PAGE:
And, dang, I don’t mind telling you that pre-teen and particularly teenage Goggle Bob ate that shit up with a spoon. You tell ‘em, Dilbert, you’re the only person on Earth that knows what’s up!

Of course, when you put it that way, it should have been obvious the author of Dilbert, Scott Adams, would become some kind of… is there even a word for this? Wannabe fascist? That sounds right.

I’m not going to review the many sins of Mr. Adams over the last few years, but let’s stick to one quote from 2016. After the 2016 Democratic Convention, he had this to say:

“If you’re an undecided voter, and male, you’re seeing something different. You’re seeing a celebration that your role in society is permanently diminished. And it’s happening in an impressive venue that was, in all likelihood, designed and built mostly by men.”

Hail to the kingSo maybe he’s just a misogynist? He definitely has supported Trump in a variety of ways over the last few years, and it seems like a significant factor there is the misbegotten belief that Trump is some manner of “alpha male” (or, in Scott’s own words, he has an impressive “talent stack”). Now we don’t know if this is because Adams truly sees the orange, lumpy Donald Trump as the pinnacle of humanity, or if an inheritance tax would be a threat to his income, or just because he legitimately believes that republicans would be hunted under a democratic regime. Nobody knows! But one thing is clear: Scott Adams was anxious to support a wannabe dictator, and has repeatedly, consistently defended his backing of Donald Trump, despite openly admitting it has impacted his speaking engagements/income. The man is so deep in the Trump camp, he’s finding Rudy Giuliani’s discarded llama bones.

Oh, okay, one more quote from the man:

Seriously!?

Yeah, sure that makes perfect sense, undecided voter.

And, yes, I’m downright ashamed to have ever supported the man. And most people aren’t “online enough” to even know he’s very publicly one of the 72,000,000 people that evidently vehemently supports a man that is totally okay with hundreds of thousands of Americans dying for no reason. And, because some people in my family distinctly remember my Dilbert obsession from twenty years ago (and know damn well that I am still a giant nerd), I occasionally am still gifted Dilbert merchandise. My dad winds up getting me a Dilbert calendar every year! And that’s directly supporting a man that would manifestly be perfectly okay with some of my good friends being sent to the Gulag (or worse)! And is already totally cool with children being stowed in cages! I like Catbert as much as the next guy, but that is a bit over the line.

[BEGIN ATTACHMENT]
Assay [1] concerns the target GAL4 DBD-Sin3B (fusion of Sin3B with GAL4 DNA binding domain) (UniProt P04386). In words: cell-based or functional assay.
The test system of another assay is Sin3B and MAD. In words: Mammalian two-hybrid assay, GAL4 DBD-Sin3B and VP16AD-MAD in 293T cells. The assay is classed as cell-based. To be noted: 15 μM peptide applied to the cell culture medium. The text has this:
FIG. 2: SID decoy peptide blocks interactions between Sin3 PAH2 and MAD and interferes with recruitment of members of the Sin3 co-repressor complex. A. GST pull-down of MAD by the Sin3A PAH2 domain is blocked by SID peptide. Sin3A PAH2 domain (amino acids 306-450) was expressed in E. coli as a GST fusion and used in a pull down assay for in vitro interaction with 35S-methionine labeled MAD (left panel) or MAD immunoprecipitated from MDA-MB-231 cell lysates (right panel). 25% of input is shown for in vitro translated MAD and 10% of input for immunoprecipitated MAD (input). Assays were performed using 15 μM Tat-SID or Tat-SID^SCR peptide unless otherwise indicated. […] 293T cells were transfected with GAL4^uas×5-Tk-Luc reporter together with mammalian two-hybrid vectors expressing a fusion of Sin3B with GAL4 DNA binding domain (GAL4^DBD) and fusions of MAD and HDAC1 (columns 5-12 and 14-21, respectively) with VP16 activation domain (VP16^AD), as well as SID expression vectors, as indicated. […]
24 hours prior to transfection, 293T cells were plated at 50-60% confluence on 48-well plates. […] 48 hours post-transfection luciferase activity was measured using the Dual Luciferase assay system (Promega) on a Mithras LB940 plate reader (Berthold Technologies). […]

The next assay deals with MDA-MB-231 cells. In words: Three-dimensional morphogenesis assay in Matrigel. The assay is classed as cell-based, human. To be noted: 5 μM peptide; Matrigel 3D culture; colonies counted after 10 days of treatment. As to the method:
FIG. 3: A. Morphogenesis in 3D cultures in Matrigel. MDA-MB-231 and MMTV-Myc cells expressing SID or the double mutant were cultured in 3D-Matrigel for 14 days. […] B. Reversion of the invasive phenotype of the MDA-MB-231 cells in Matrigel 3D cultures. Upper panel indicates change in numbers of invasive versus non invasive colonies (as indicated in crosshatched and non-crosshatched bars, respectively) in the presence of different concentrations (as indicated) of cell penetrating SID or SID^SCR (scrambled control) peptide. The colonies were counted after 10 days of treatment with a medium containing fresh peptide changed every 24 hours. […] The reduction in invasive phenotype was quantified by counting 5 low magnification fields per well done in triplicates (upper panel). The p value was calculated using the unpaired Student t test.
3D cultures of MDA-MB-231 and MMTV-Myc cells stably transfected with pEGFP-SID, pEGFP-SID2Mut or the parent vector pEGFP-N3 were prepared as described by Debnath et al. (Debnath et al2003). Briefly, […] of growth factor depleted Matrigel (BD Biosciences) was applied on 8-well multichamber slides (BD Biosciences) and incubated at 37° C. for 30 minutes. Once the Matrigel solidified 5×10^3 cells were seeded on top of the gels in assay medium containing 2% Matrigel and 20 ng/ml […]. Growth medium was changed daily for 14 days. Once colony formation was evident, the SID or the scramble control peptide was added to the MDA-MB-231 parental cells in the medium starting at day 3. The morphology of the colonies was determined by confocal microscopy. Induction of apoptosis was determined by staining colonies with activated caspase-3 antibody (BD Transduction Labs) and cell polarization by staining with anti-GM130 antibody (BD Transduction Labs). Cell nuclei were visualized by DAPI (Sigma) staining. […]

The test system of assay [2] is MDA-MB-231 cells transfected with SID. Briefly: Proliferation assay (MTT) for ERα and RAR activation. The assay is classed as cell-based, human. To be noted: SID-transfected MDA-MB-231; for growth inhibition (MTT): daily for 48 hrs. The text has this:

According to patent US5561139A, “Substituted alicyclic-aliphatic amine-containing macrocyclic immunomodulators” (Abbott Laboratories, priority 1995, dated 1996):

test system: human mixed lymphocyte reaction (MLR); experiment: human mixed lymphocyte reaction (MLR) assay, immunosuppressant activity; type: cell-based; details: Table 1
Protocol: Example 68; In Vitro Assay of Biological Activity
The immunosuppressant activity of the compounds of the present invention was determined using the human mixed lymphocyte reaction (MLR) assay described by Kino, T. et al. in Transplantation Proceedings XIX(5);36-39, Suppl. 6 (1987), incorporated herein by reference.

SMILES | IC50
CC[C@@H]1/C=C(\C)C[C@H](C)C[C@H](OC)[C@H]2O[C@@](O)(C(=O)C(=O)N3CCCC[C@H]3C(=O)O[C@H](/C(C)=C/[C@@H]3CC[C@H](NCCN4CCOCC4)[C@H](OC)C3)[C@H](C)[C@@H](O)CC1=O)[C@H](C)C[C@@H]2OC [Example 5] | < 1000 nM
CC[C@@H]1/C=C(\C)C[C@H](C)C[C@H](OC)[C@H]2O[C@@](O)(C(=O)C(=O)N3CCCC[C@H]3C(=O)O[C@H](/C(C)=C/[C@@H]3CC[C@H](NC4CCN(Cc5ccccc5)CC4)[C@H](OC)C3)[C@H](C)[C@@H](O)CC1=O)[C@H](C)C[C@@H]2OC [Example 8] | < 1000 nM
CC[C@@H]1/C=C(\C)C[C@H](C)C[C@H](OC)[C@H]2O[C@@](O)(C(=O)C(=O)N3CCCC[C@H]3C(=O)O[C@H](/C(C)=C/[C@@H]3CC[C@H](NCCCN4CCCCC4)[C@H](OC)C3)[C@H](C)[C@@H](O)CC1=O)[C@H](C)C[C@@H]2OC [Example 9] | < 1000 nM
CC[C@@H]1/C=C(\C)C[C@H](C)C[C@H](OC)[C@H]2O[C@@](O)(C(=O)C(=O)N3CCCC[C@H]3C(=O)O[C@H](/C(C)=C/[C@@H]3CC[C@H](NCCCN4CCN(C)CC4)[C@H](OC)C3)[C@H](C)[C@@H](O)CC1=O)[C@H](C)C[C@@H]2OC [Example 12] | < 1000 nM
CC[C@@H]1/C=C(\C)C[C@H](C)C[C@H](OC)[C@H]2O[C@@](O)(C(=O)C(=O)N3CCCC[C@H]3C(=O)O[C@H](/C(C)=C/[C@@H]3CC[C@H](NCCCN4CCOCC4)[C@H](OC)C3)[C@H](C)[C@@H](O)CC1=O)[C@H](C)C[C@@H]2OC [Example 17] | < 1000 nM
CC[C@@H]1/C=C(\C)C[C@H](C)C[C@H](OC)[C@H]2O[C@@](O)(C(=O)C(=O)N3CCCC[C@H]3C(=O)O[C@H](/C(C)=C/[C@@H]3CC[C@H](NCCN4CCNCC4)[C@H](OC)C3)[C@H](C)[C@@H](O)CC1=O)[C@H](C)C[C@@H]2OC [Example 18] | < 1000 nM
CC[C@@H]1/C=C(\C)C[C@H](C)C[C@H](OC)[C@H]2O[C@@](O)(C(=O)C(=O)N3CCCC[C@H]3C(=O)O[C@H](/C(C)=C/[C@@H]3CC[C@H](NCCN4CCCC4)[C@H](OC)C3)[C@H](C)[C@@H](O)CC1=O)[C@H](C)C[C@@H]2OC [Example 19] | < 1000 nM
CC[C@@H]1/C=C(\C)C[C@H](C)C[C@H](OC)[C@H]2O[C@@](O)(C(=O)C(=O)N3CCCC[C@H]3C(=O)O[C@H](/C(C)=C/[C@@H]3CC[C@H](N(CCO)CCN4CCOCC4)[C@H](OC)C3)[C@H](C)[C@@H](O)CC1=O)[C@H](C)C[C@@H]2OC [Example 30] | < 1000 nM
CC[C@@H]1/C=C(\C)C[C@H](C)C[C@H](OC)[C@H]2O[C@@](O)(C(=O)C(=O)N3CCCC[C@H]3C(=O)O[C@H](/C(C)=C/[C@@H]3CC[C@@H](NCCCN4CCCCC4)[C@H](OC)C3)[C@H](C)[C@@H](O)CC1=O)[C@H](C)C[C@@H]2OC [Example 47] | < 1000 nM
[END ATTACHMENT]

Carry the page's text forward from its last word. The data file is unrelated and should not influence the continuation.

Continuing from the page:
Er-hem. Sorry. This gets me a little… exasperated.

It's Gameboy timeSo what’s the point here? Scott Adams sucks, and Jim Davis is awesome because his celebrity is used for milquetoast endeavors? Hating Mondays works better than hating bosses? Dilbert should eat more lasagna? Nah, it’s never that simple. I think the lesson here is that, in this age of “cancel culture” (the quotes mean I take this phenomenon about as seriously as the ever-present threat of bigfoot), you don’t need to be “cancelled” to be noxious. No one ever told me that the author of Dilbert was some kind of toxic creature, I simply identified that from his very public beliefs and statements. I am never going to buy Dilbert merchandise again, despite my initial love for the franchise, because the idea of Scott Adams profiting off my vices is repellant. I am, however, going to download Garfield Kart, because, what the heck, it might be a fun time, and Jim Davis seems pretty alright. Maybe I’m wrong! But, in a world where I could either defend Scott Adams (with my wallet) or ignore his output for the rest of my days, I’m going to go with the latter. This isn’t because of some monolithic “cancel movement” or whatever, it is simply because everything the man says deters me. Simple as that.